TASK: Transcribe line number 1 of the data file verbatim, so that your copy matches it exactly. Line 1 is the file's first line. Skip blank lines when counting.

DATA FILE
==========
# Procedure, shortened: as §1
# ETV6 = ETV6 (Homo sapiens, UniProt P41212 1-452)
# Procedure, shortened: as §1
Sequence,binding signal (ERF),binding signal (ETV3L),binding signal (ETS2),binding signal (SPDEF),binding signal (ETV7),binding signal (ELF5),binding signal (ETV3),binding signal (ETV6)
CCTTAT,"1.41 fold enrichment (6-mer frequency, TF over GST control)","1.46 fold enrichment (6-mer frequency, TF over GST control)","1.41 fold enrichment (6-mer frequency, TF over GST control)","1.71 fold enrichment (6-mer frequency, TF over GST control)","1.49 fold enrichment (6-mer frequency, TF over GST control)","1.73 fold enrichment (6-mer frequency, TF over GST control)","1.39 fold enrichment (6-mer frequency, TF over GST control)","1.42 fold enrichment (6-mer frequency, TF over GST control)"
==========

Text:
# Procedure, shortened: as §1